Seadrill – West Hercules – investigation of unintentional disconnection of LMRP
The Petroleum Safety Authority Norway (PSA) has completed its investigation of the incident on West Hercules on 16 January 2019, when the lower marine riser package (LMRP) was unintentionally disconnected. Several breaches of the regulations have been identified.
- Well integrity
- Maintenance management
- Working environment
West Hercules was drilling the 7132/2-1 wildcat in the Barents Sea when the incident occurred.
This sixth-generation GVA 7500 semi-submersible drilling facility is owned and operated by Seadrill Management. It received an acknowledgement of compliance (AoC) from the PSA in 2012.
Well 7132/2-1 lies in production licence 857, where Equinor Energy is the operator.
The LMRP became unintentionally disconnected at 22.46 on 16 January as the bottom hole assembly (BHA) was passing through the blowout preventer (BOP).
The incident occurred during preparations for drilling the 12 ¼-inch section in the well after completion of the 42- and 17 ½-inch top hole sections. This work covered drilling, cementing and pressure-testing of the most recently set casing string – 20-inch x 13 3/8-inch – at a measured depth of 595 metres.
When the incident occurred, the sea was calm with a heave of 0.4 metres and good weather conditions. The water depth at the location is 293 metres.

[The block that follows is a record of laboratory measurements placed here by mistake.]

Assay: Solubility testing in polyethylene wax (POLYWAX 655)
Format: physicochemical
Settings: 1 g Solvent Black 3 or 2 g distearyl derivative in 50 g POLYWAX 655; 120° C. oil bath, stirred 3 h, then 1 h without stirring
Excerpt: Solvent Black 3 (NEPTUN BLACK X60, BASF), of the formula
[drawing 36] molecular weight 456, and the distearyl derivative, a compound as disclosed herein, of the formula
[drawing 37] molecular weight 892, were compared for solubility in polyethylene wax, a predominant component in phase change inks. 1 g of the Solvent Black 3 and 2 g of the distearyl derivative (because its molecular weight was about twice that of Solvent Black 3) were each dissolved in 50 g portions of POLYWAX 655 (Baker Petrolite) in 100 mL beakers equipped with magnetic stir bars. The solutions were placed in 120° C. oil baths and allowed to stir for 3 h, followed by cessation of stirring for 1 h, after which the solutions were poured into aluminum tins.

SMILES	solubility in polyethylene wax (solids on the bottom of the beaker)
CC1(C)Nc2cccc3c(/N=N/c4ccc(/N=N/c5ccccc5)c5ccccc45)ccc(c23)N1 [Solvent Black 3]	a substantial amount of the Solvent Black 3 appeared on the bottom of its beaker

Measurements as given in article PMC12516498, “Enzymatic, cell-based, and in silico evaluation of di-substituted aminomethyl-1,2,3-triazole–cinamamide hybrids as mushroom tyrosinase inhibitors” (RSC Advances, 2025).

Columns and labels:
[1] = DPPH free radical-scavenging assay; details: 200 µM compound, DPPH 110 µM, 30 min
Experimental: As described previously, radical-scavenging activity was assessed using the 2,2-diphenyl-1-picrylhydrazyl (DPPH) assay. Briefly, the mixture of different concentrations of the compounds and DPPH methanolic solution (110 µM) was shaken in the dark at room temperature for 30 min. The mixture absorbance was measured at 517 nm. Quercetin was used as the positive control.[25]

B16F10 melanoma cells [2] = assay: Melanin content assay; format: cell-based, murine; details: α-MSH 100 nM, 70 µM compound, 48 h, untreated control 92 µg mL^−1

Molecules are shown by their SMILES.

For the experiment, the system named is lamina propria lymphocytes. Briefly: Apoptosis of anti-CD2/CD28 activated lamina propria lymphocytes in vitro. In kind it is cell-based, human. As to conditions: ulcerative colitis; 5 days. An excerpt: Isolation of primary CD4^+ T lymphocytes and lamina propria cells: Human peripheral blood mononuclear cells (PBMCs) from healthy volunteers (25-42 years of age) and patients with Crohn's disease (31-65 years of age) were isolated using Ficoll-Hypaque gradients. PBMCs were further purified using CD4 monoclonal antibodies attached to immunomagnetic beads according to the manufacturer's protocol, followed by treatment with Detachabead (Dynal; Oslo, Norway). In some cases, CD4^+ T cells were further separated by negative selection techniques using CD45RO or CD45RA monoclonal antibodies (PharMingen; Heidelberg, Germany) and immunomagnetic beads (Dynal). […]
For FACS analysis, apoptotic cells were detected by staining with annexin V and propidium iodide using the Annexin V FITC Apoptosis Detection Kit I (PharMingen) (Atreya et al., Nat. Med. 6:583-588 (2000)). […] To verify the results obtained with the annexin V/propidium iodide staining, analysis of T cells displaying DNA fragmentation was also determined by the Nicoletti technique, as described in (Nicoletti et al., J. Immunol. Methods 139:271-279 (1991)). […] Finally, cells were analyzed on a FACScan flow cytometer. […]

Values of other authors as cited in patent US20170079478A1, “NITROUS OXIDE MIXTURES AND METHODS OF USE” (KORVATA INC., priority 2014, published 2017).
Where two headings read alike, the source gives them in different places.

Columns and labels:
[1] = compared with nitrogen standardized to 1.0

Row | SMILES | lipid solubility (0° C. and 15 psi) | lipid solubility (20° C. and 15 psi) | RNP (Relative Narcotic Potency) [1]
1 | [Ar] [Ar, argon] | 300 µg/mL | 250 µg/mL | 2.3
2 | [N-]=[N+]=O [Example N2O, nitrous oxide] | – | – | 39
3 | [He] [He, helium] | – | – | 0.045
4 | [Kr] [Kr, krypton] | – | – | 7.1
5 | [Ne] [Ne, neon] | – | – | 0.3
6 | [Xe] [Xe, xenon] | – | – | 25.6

The blind shear ram (BSR) in the BOP activated automatically when the LMRP was disconnected, and seawater in the riser drained to the sea. Subsequent observations showed that the BSR had failed to cut the drill string, which was stuck fast in the BOP.
A decision was taken by the PSA on 18 January to investigate the incident. The investigation team’s mandate included clarifying the course of events, and assessing direct and underlying causes with the emphasis on human, technical and organisational (HTO) as well as operational conditions from a barrier perspective. This mandate covered conditions up to the time of the incident.
No personal injuries or harmful discharges to the environment were caused by the incident.
The incident occurred while the well was secured with casing and a cement plug at the bottom. No risk accordingly existed of discharges from the reservoir to the environment.
Had the same incident occurred at a later time, with hydrocarbons present, however, the position could have been more demanding with environmentally harmful discharges from formations in the 12 ¼- or 8 ½-inch sections.
The direct cause of the incident was a fault in the automatic disconnect system (ADS), which signalled disconnection of the LMRP from the BOP.
Breaches of the regulations
Six nonconformities have been identified by the investigation. These relate primarily to
- risk management
- competence and capacity
- procedures and compliance
- management of change
- see-to-it duty
What happens now?
Seadrill has been asked by the PSA to explain how the nonconformities covered by the first five bullet points above will be dealt with.
The sixth nonconformity relates to the see-to-it duty, and is directed at the responsible operator. Equinor has been asked by the PSA to explain how this nonconformity will be dealt with.
Both companies have been given a deadline of 29 May 2019 to respond to the PSA’s requests.